After an impressive run (and by run we mean "massive killing spree"), Barabas finally dies, and we're left with Ferneze planning to ransom Calymath for the restitution of Malta and its citizens. The last line in play chock-full of total mayhem is Ferneze's: "let due praise be given / Neither to fate or fortune, but to heaven" (5.5.121-2).
Uh, wait, heaven? What's heaven got to do with anything? If this ending seemed kind of weird to you, that's because it is. Let's take a look back at some of Ferneze's other invocations of heavenly power and justice and see if it makes any more sense.
When making the original Money-Or-Conversion deal in the first act: "[on you] Who stand accursèd in the sight of heaven, / These taxes and afflictions are befall'n" (1.2.64-65). It's pretty clear that God isn't the one taxing the Jews, though; Ferneze's just using the Christian contempt of Jews to wrangle some money out of them.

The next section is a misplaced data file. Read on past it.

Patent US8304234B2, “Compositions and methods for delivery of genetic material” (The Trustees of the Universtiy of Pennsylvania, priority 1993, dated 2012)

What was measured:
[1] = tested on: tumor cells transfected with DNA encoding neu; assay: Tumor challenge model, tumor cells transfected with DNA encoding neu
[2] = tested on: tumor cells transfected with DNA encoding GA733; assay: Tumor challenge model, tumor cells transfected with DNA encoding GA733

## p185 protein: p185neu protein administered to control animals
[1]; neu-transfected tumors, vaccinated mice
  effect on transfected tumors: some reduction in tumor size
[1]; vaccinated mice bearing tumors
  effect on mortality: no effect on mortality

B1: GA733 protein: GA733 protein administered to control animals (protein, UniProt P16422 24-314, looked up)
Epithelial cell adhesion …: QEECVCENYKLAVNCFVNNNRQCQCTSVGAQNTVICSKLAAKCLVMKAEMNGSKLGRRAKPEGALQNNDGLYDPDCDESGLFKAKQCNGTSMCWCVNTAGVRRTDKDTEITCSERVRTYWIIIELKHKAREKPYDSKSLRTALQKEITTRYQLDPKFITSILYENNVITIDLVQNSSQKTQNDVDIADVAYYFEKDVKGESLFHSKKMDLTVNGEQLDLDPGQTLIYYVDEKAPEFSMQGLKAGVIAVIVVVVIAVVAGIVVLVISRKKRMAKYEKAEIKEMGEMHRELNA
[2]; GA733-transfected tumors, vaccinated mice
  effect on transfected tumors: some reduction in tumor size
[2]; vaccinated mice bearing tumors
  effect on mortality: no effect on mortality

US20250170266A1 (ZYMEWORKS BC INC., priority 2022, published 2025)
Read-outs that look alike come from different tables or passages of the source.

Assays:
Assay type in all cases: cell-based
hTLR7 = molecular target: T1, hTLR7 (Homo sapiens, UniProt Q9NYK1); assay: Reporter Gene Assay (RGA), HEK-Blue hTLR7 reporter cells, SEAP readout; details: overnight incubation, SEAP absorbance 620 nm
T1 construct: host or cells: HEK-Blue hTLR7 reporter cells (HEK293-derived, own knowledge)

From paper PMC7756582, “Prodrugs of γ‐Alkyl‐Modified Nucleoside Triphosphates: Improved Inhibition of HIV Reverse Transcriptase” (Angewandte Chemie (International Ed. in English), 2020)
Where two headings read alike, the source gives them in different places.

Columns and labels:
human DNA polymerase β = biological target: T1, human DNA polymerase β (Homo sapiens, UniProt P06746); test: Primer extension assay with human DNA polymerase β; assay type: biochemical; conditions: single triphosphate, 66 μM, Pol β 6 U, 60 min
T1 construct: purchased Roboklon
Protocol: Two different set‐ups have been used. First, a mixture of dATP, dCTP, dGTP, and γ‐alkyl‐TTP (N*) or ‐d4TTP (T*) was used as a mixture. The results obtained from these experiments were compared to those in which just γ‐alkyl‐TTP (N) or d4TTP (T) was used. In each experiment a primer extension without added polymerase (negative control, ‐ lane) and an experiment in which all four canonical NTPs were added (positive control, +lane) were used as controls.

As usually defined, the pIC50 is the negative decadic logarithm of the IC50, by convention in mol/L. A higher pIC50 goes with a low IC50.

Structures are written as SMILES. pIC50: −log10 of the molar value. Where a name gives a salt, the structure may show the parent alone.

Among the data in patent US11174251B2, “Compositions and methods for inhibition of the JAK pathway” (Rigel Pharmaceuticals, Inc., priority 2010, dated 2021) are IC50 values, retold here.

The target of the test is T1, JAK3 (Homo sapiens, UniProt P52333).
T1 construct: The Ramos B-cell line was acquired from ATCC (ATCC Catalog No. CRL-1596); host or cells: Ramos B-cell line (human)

When Barabas, apparently dead, is brought before Ferneze in Act 5, Ferneze explains his sudden death to Bosco by saying, "Wonder not at it, sir. The heavens are just." (5.1.55). Again, though, God hasn't killed Barabas—actually, nobody has; it's just a part of Barabas's own plot to save his own skin.
By the time you get to Ferneze's proclamation that heaven is responsible for all the good stuff, you've probably noticed something important: God? Not a character in this play.
Know who is? Machiavel. The things that happen in this play are moved by people acting out of their own self-interest, not by spiritual forces. The play's last line seals the deal.It's the mixing of Barabas's plots with Ferneze's cleverness that brings about the play's end, not heaven.